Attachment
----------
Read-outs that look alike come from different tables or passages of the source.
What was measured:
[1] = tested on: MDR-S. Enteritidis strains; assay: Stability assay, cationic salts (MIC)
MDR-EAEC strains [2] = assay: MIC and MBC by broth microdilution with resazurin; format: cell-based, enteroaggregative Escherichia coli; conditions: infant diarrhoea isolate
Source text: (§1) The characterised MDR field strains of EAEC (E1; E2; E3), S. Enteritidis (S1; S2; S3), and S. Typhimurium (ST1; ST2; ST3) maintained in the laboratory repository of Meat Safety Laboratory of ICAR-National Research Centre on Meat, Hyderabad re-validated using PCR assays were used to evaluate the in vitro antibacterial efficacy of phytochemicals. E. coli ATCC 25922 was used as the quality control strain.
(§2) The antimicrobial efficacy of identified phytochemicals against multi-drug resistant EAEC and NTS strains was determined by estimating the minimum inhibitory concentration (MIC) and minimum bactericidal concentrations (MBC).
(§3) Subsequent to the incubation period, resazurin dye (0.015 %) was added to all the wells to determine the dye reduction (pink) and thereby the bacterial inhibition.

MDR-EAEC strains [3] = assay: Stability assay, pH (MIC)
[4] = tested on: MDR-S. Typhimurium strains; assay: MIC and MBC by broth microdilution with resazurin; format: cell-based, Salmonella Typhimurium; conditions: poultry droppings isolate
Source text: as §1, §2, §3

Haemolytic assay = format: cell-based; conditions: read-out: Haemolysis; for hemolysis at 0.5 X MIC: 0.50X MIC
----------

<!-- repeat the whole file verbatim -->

Read-outs that look alike come from different tables or passages of the source.
What was measured:
[1] = tested on: MDR-S. Enteritidis strains; assay: Stability assay, cationic salts (MIC)
MDR-EAEC strains [2] = assay: MIC and MBC by broth microdilution with resazurin; format: cell-based, enteroaggregative Escherichia coli; conditions: infant diarrhoea isolate
Source text: (§1) The characterised MDR field strains of EAEC (E1; E2; E3), S. Enteritidis (S1; S2; S3), and S. Typhimurium (ST1; ST2; ST3) maintained in the laboratory repository of Meat Safety Laboratory of ICAR-National Research Centre on Meat, Hyderabad re-validated using PCR assays were used to evaluate the in vitro antibacterial efficacy of phytochemicals. E. coli ATCC 25922 was used as the quality control strain.
(§2) The antimicrobial efficacy of identified phytochemicals against multi-drug resistant EAEC and NTS strains was determined by estimating the minimum inhibitory concentration (MIC) and minimum bactericidal concentrations (MBC).
(§3) Subsequent to the incubation period, resazurin dye (0.015 %) was added to all the wells to determine the dye reduction (pink) and thereby the bacterial inhibition.

MDR-EAEC strains [3] = assay: Stability assay, pH (MIC)
[4] = tested on: MDR-S. Typhimurium strains; assay: MIC and MBC by broth microdilution with resazurin; format: cell-based, Salmonella Typhimurium; conditions: poultry droppings isolate
Source text: as §1, §2, §3

Haemolytic assay = format: cell-based; conditions: read-out: Haemolysis; for hemolysis at 0.5 X MIC: 0.50X MIC